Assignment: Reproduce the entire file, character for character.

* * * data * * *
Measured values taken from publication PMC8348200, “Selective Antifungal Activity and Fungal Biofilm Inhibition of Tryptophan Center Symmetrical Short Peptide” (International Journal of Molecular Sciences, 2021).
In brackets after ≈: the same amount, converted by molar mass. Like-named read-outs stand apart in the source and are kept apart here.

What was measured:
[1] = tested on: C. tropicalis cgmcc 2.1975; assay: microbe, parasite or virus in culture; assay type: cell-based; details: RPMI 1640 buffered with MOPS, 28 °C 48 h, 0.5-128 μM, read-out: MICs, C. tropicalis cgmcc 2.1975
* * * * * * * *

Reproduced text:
Measured values taken from publication PMC8348200, “Selective Antifungal Activity and Fungal Biofilm Inhibition of Tryptophan Center Symmetrical Short Peptide” (International Journal of Molecular Sciences, 2021).
In brackets after ≈: the same amount, converted by molar mass. Like-named read-outs stand apart in the source and are kept apart here.

What was measured:
[1] = tested on: C. tropicalis cgmcc 2.1975; assay: microbe, parasite or virus in culture; assay type: cell-based; details: RPMI 1640 buffered with MOPS, 28 °C 48 h, 0.5-128 μM, read-out: MICs, C. tropicalis cgmcc 2.1975